Encompassing three spectacular volcanic craters, the Olduvai Gorge, huge expanses of savannah, forest and bush land, the Ngorongoro Conservation Area is the flagship of Tanzania’s tourism industry. Had it not become the world’s sixth-largest unbroken caldera, then what is now known as the Ngorongoro crater could have been a towering volcanic mountain, as high as Kilimanjaro .The crater is a large, unbroken, unflooded caldera formed when the giant volcano exploded and collapsed 3 million years ago. Ngorongoro also has two other volcanic craters: Olmoti crater and Empakai, they are famous for their stunning waterfalls and holding a deep lake and lush and green walls.
The legendary annual wildebeest and zebra migration also passes through Ngorongoro when the ungulates move south into the area in December then move out heading north in June. The migrants passing through the plains of the reserve include wildebeest, zebra, and gazelles. The Lake Ndutu area to the west has significant cheetah and lion populations. Over 500 species of bird have been recorded within the Ngorongoro Conservation Area. These include ostrich, white pelican and flamingos.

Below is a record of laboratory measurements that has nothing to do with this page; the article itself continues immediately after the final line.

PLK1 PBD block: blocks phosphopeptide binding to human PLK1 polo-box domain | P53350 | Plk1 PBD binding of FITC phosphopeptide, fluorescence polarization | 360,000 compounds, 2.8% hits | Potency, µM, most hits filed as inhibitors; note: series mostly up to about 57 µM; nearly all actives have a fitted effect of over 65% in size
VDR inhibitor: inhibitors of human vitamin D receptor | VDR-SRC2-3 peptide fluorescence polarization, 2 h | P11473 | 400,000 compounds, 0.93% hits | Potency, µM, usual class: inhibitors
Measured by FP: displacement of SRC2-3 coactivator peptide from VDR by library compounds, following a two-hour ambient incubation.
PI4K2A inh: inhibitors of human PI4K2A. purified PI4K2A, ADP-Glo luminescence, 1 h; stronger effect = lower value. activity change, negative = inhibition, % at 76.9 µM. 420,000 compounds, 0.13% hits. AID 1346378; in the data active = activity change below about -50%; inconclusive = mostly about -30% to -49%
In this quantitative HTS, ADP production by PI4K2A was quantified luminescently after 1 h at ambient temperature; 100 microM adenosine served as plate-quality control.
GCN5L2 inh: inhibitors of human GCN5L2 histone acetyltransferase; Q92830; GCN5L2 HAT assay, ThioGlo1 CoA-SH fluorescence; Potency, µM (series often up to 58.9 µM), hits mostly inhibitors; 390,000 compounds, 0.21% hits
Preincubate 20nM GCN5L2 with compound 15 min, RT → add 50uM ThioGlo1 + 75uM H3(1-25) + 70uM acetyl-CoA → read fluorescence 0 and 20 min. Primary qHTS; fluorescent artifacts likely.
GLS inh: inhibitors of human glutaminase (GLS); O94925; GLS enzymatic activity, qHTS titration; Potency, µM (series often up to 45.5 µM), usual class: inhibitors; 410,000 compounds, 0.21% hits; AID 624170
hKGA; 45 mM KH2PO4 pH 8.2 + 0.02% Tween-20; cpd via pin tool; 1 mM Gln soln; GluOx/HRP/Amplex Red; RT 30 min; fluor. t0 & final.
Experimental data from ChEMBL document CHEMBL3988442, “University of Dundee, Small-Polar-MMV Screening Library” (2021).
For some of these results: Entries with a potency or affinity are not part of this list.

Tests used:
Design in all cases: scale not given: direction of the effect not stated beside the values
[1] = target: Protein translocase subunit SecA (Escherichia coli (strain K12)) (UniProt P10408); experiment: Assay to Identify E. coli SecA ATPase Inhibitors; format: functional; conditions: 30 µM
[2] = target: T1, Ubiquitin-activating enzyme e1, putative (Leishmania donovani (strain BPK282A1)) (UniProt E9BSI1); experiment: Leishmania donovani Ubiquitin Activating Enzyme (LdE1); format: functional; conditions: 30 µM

Ngorongoro is home to lush green, rain-watered vegetation, as well as desert plants. The area has uncultivated lowland vegetation, arid and semi-arid plant communities, abundant short grass used for grazing, and highland forests. Scrub heath, grasslands, high open moorland, and the remains of dense evergreen forests cover the steep slopes of the crater, while highland trees including Peacock Flower, Yellow-Wood, Kousso (Hagenia abyssinica), and Sweet Olive can also be found.
Wildlife viewing is superb at all times. However, grass on the crater floor is short in the Dry season (June through September) and this makes animal spotting easier.
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